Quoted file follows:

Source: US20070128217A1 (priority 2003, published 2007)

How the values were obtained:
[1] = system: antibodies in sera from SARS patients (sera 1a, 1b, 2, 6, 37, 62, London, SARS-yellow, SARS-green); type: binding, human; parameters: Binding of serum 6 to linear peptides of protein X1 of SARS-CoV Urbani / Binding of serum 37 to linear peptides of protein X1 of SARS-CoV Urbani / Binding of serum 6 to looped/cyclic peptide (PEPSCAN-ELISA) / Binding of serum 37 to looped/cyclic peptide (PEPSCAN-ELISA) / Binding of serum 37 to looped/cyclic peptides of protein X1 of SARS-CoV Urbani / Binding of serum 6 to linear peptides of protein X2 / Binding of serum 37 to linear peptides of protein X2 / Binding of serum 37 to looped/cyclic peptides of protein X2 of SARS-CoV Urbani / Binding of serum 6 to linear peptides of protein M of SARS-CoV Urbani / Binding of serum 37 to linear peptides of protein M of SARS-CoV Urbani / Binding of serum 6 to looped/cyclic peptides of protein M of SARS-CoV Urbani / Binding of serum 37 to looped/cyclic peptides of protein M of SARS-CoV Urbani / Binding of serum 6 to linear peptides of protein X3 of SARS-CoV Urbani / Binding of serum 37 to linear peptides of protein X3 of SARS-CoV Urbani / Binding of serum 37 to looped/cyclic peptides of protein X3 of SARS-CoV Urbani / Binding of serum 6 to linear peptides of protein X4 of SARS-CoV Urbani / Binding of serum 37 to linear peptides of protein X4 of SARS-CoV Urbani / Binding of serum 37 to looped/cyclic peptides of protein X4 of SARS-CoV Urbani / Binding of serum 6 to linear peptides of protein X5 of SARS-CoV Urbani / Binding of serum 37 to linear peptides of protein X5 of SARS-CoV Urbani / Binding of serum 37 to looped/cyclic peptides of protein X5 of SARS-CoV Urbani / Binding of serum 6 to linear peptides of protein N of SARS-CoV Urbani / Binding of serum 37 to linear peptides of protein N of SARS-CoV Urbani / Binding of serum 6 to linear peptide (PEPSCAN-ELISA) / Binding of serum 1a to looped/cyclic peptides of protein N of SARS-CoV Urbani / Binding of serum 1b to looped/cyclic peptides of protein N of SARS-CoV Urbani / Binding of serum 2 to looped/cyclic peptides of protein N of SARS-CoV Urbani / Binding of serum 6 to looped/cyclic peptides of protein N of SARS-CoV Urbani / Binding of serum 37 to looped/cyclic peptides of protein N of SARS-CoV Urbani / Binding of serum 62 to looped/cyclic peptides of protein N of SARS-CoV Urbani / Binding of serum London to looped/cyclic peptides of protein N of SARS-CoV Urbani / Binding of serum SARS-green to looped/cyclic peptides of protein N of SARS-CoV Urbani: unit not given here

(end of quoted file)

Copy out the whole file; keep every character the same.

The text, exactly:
Source: US20070128217A1 (priority 2003, published 2007)

How the values were obtained:
[1] = system: antibodies in sera from SARS patients (sera 1a, 1b, 2, 6, 37, 62, London, SARS-yellow, SARS-green); type: binding, human; parameters: Binding of serum 6 to linear peptides of protein X1 of SARS-CoV Urbani / Binding of serum 37 to linear peptides of protein X1 of SARS-CoV Urbani / Binding of serum 6 to looped/cyclic peptide (PEPSCAN-ELISA) / Binding of serum 37 to looped/cyclic peptide (PEPSCAN-ELISA) / Binding of serum 37 to looped/cyclic peptides of protein X1 of SARS-CoV Urbani / Binding of serum 6 to linear peptides of protein X2 / Binding of serum 37 to linear peptides of protein X2 / Binding of serum 37 to looped/cyclic peptides of protein X2 of SARS-CoV Urbani / Binding of serum 6 to linear peptides of protein M of SARS-CoV Urbani / Binding of serum 37 to linear peptides of protein M of SARS-CoV Urbani / Binding of serum 6 to looped/cyclic peptides of protein M of SARS-CoV Urbani / Binding of serum 37 to looped/cyclic peptides of protein M of SARS-CoV Urbani / Binding of serum 6 to linear peptides of protein X3 of SARS-CoV Urbani / Binding of serum 37 to linear peptides of protein X3 of SARS-CoV Urbani / Binding of serum 37 to looped/cyclic peptides of protein X3 of SARS-CoV Urbani / Binding of serum 6 to linear peptides of protein X4 of SARS-CoV Urbani / Binding of serum 37 to linear peptides of protein X4 of SARS-CoV Urbani / Binding of serum 37 to looped/cyclic peptides of protein X4 of SARS-CoV Urbani / Binding of serum 6 to linear peptides of protein X5 of SARS-CoV Urbani / Binding of serum 37 to linear peptides of protein X5 of SARS-CoV Urbani / Binding of serum 37 to looped/cyclic peptides of protein X5 of SARS-CoV Urbani / Binding of serum 6 to linear peptides of protein N of SARS-CoV Urbani / Binding of serum 37 to linear peptides of protein N of SARS-CoV Urbani / Binding of serum 6 to linear peptide (PEPSCAN-ELISA) / Binding of serum 1a to looped/cyclic peptides of protein N of SARS-CoV Urbani / Binding of serum 1b to looped/cyclic peptides of protein N of SARS-CoV Urbani / Binding of serum 2 to looped/cyclic peptides of protein N of SARS-CoV Urbani / Binding of serum 6 to looped/cyclic peptides of protein N of SARS-CoV Urbani / Binding of serum 37 to looped/cyclic peptides of protein N of SARS-CoV Urbani / Binding of serum 62 to looped/cyclic peptides of protein N of SARS-CoV Urbani / Binding of serum London to looped/cyclic peptides of protein N of SARS-CoV Urbani / Binding of serum SARS-green to looped/cyclic peptides of protein N of SARS-CoV Urbani: unit not given here